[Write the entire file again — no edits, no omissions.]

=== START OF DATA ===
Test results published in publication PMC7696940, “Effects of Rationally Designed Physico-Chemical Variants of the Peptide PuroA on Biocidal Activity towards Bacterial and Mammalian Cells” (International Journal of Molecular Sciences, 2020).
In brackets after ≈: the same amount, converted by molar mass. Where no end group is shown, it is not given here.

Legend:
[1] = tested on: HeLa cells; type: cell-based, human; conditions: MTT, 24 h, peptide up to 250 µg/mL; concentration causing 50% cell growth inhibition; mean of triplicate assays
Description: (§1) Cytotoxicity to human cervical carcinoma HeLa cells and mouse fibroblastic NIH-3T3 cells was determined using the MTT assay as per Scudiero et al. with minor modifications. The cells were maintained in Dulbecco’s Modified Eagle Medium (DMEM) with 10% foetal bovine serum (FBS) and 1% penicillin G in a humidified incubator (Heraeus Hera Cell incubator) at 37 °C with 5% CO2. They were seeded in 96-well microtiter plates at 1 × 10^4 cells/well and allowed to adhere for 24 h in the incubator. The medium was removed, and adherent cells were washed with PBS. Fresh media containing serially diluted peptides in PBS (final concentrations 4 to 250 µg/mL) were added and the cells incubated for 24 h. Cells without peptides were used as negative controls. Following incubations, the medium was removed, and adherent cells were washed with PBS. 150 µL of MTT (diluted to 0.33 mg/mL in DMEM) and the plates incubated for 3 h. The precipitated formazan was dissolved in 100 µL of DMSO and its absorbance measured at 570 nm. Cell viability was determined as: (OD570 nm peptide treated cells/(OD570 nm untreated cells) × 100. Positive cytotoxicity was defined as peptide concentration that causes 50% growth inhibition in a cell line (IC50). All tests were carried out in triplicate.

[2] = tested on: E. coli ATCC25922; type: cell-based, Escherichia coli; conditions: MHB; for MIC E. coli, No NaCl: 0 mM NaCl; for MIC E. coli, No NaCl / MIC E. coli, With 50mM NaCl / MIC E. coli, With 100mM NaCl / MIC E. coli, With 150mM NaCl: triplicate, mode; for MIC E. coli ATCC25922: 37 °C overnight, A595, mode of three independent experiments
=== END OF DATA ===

Test results published in publication PMC7696940, “Effects of Rationally Designed Physico-Chemical Variants of the Peptide PuroA on Biocidal Activity towards Bacterial and Mammalian Cells” (International Journal of Molecular Sciences, 2020).
In brackets after ≈: the same amount, converted by molar mass. Where no end group is shown, it is not given here.

Legend:
[1] = tested on: HeLa cells; type: cell-based, human; conditions: MTT, 24 h, peptide up to 250 µg/mL; concentration causing 50% cell growth inhibition; mean of triplicate assays
Description: (§1) Cytotoxicity to human cervical carcinoma HeLa cells and mouse fibroblastic NIH-3T3 cells was determined using the MTT assay as per Scudiero et al. with minor modifications. The cells were maintained in Dulbecco’s Modified Eagle Medium (DMEM) with 10% foetal bovine serum (FBS) and 1% penicillin G in a humidified incubator (Heraeus Hera Cell incubator) at 37 °C with 5% CO2. They were seeded in 96-well microtiter plates at 1 × 10^4 cells/well and allowed to adhere for 24 h in the incubator. The medium was removed, and adherent cells were washed with PBS. Fresh media containing serially diluted peptides in PBS (final concentrations 4 to 250 µg/mL) were added and the cells incubated for 24 h. Cells without peptides were used as negative controls. Following incubations, the medium was removed, and adherent cells were washed with PBS. 150 µL of MTT (diluted to 0.33 mg/mL in DMEM) and the plates incubated for 3 h. The precipitated formazan was dissolved in 100 µL of DMSO and its absorbance measured at 570 nm. Cell viability was determined as: (OD570 nm peptide treated cells/(OD570 nm untreated cells) × 100. Positive cytotoxicity was defined as peptide concentration that causes 50% growth inhibition in a cell line (IC50). All tests were carried out in triplicate.

[2] = tested on: E. coli ATCC25922; type: cell-based, Escherichia coli; conditions: MHB; for MIC E. coli, No NaCl: 0 mM NaCl; for MIC E. coli, No NaCl / MIC E. coli, With 50mM NaCl / MIC E. coli, With 100mM NaCl / MIC E. coli, With 150mM NaCl: triplicate, mode; for MIC E. coli ATCC25922: 37 °C overnight, A595, mode of three independent experiments